It was learned through the divorce proceedings that Farmer was making $110,346 per year, which his wife rightly came after in order to maintain her lifestyle and that of her children. The problem was once he lost the election in November, the money was gone.
The incoming agricultural commissioner, Republican James Comer, immediately requested a full audit of his predecessor. In March 2012, the state’s Executive Branch Ethics Commission charged Farmer with 42 counts of violating state ethics laws, the most ever issued by the panel against one person.
State Auditor Adam Edelen said a “toxic culture of entitlement” permeated the agriculture department under Farmer, who was commissioner from 2004 through 2011.
Once rumors of these charges began circulating Farmer’s political career was over. The only move he had was to return to his hometown of Manchester, where he took a job selling cars, hoping his UK fame still had some currency.
This didn’t work out either and he remains unemployed.
It’s unclear how Richie is paying his bills. Mounting a defense for this case will not come cheap. It begs the question of whether a deep-pocketed Big Blue booster is flipping the tab?
After pleading not guilty, Farmer had the audacity to ask the judge if it was all right for him to take a scheduled trip to Mexico, where he planned to help his girlfriend, Stephanie Sandmann, celebrate her 40th birthday.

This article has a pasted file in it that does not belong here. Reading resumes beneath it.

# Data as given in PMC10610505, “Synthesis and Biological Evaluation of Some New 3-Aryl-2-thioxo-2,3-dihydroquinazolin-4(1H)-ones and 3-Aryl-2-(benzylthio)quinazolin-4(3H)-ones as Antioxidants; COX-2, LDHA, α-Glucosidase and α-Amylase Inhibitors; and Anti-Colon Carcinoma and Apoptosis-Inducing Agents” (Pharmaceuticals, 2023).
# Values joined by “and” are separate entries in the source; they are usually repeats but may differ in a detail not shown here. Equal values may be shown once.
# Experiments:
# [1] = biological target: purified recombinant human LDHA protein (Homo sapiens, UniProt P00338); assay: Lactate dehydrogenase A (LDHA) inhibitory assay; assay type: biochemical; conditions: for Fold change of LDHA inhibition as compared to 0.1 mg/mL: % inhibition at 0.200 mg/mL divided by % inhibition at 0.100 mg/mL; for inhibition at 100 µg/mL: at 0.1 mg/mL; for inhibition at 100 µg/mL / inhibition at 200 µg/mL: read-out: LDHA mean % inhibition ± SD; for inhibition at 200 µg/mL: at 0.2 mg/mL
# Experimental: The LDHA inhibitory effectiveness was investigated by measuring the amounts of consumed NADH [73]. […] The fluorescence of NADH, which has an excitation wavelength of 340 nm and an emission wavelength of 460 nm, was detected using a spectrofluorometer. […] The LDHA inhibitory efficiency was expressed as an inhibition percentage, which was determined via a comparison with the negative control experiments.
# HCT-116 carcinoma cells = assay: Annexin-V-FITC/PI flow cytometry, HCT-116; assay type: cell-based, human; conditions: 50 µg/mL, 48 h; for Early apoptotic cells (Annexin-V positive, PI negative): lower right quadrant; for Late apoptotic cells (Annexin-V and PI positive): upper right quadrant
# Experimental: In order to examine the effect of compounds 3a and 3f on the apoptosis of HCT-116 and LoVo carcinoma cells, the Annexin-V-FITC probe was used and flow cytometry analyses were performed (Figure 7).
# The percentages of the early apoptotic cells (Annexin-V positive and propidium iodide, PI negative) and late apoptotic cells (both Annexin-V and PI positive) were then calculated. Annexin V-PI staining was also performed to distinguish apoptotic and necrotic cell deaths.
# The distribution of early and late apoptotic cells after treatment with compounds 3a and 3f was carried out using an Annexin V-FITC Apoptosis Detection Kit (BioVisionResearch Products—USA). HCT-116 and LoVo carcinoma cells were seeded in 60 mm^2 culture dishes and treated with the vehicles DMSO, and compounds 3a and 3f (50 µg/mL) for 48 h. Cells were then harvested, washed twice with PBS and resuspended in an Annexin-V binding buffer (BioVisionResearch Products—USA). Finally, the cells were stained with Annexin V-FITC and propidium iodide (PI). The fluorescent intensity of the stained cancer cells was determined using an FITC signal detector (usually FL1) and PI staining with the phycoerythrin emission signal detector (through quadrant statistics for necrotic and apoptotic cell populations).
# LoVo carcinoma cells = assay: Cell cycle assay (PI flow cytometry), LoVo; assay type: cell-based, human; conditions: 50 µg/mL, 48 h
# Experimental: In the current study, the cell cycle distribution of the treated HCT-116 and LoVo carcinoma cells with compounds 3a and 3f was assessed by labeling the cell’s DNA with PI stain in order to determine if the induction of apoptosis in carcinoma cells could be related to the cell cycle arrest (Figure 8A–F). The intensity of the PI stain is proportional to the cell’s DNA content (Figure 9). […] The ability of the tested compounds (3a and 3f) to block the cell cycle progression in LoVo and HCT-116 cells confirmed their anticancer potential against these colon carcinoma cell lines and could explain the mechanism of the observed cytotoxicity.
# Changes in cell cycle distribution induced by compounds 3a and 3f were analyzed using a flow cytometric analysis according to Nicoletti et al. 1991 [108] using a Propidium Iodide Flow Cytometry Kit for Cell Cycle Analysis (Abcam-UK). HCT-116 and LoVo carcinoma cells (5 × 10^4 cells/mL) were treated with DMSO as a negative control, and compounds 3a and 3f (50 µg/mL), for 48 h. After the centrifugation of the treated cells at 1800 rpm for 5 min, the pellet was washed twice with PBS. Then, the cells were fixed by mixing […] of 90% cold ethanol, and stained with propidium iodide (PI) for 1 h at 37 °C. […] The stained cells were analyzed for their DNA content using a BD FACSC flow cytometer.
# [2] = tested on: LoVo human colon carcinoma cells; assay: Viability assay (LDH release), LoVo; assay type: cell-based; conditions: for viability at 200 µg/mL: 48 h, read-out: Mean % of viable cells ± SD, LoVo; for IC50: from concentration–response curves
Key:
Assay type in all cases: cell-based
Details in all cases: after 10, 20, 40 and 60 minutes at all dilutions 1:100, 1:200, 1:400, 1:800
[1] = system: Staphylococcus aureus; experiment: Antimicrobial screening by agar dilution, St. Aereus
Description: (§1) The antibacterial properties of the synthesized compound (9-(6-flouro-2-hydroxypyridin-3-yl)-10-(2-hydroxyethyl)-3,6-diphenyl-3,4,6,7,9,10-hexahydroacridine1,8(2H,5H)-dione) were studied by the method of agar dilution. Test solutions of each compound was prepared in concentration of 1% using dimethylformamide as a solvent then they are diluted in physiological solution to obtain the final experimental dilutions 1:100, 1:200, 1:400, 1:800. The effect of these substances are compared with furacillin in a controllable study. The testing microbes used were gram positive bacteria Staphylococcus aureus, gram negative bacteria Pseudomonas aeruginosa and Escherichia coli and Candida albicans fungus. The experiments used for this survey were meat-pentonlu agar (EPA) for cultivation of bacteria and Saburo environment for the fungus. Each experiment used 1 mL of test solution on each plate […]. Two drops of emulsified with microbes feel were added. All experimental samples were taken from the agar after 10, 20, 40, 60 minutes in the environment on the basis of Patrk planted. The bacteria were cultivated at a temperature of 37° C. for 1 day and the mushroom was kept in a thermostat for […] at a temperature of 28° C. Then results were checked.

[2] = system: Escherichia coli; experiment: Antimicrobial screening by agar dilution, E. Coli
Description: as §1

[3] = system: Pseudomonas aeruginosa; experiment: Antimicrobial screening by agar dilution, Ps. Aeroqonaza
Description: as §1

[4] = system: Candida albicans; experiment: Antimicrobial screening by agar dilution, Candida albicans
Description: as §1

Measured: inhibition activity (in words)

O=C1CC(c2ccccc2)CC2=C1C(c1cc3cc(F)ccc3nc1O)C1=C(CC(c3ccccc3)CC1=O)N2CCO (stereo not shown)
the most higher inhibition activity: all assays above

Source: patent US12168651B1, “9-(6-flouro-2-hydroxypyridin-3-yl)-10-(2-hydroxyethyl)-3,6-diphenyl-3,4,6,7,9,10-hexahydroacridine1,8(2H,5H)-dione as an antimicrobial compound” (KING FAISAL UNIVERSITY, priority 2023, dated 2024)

U.S. Magistrate Judge Robert Wier didn’t see the humor in this request and declared Farmer must stay in the state until his trial begins on October 22.
The hard thing with this case is Farmer was supposed to be a sort of favorite son to folks in Kentucky. Whether you liked his politics or not, the guy pulled himself up from humble beginnings and made something of himself. He was Kentucky born and bred – but he tossed all that away and bit the hand that fed him.
Now the money, title and power are gone.
People tend to expect political corruption, but considering how Farmer made his way into politics through success on the basketball court, his downfall is a disappointment.
College basketball in the state of Kentucky is a holy endeavor. It can’t be accurately explained, nor is it necessarily proper, but it’s the truth. UK players are like characters in an ever-expanding fairy tale. Their story gets retold again and again for generations to come.
Farmer had a prominent place in the folklore of UK basketball that belied his talent because of his role as one of “The Unforgettables.” He can’t be removed from the equation, but his contributions can become muted.
What lingers in the minds of Kentuckians I’ve spoken to about the Farmer scandal isn’t whether he will be found guilty or spend time in jail – it’s whether somebody will actually have to crawl up into the rafters of Rupp Arena and pull down his retired jersey.
That would be the ultimate insult and embarrassment.